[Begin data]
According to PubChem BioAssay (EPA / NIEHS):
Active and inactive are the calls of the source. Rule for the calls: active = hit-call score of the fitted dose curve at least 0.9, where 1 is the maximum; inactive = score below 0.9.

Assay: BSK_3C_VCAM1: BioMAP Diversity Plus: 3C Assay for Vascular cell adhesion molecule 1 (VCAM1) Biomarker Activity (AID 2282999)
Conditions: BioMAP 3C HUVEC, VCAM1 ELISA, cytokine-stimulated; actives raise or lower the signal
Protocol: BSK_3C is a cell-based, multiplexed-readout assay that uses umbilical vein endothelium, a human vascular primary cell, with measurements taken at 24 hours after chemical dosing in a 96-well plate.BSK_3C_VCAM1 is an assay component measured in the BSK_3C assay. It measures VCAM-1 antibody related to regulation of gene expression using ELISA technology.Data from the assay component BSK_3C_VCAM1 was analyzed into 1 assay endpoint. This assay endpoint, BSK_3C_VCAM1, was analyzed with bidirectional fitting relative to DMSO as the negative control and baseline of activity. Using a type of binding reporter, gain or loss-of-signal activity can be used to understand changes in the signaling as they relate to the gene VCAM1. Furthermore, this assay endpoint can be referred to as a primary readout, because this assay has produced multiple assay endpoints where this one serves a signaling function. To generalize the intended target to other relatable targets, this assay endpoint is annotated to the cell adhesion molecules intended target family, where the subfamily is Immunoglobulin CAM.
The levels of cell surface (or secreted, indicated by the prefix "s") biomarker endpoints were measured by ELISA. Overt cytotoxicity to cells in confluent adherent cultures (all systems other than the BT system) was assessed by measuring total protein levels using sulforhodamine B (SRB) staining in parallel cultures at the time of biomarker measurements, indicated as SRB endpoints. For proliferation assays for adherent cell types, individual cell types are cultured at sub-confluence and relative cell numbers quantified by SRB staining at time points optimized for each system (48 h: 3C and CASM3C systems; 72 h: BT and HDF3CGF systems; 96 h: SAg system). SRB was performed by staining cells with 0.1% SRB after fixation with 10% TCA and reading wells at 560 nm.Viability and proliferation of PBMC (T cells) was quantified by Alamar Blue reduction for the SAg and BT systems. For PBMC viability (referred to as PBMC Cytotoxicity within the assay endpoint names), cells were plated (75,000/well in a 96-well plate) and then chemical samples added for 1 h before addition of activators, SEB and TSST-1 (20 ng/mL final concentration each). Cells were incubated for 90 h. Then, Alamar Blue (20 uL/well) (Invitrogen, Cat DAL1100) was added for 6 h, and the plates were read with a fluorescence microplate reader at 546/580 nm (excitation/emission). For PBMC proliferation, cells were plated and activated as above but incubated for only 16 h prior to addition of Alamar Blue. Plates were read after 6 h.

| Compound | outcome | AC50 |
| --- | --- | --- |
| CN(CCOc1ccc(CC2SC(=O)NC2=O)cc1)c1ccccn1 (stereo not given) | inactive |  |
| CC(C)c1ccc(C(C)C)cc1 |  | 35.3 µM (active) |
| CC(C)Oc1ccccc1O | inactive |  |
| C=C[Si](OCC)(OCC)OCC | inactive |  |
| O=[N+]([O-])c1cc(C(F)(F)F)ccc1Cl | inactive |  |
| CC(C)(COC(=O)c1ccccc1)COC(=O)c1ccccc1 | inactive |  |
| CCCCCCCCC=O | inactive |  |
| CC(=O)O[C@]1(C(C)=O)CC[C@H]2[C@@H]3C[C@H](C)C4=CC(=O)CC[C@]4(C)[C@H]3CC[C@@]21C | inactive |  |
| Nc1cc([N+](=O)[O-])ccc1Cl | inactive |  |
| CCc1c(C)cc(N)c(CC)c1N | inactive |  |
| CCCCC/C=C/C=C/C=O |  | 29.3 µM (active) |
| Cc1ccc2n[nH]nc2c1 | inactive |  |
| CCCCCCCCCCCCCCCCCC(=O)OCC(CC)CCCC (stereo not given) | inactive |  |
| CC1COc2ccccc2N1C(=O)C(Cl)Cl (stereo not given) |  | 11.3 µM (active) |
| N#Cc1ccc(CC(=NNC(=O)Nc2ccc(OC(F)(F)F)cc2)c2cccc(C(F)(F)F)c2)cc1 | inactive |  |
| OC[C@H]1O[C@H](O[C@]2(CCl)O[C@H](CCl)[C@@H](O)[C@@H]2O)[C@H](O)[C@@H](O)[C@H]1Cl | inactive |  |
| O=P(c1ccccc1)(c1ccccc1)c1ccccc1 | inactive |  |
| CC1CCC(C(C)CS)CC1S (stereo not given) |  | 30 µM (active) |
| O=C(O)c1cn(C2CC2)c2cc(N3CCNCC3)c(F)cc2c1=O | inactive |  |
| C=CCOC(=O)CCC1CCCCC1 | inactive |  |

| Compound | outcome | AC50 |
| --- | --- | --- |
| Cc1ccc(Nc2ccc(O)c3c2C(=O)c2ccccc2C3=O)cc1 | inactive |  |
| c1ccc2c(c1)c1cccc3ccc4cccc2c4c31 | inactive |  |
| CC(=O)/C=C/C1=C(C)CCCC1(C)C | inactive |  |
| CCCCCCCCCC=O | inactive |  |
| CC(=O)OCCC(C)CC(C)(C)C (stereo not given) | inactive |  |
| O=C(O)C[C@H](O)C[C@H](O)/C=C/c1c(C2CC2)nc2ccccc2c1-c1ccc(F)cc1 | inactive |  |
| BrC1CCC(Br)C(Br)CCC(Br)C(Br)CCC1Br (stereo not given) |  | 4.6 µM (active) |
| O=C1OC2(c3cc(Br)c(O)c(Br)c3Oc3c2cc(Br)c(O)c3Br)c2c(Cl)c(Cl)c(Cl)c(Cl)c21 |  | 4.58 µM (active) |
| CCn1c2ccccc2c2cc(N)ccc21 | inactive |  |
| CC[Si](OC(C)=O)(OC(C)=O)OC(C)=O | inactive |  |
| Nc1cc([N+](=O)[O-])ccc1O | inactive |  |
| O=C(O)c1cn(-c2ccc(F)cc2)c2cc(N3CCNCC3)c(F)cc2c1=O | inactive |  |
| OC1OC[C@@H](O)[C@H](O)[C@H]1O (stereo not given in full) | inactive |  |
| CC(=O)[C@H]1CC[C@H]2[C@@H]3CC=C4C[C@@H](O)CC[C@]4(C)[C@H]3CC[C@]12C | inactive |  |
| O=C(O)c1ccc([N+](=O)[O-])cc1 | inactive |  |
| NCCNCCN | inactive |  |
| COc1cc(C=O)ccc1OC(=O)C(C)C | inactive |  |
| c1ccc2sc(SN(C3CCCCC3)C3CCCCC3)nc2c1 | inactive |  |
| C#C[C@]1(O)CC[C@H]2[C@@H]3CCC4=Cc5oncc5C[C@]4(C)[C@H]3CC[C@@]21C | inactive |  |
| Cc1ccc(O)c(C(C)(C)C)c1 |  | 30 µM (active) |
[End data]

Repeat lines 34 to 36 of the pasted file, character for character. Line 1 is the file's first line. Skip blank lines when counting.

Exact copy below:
| CCCCCCCCCC=O | inactive |  |
| CC(=O)OCCC(C)CC(C)(C)C (stereo not given) | inactive |  |
| O=C(O)C[C@H](O)C[C@H](O)/C=C/c1c(C2CC2)nc2ccccc2c1-c1ccc(F)cc1 | inactive |  |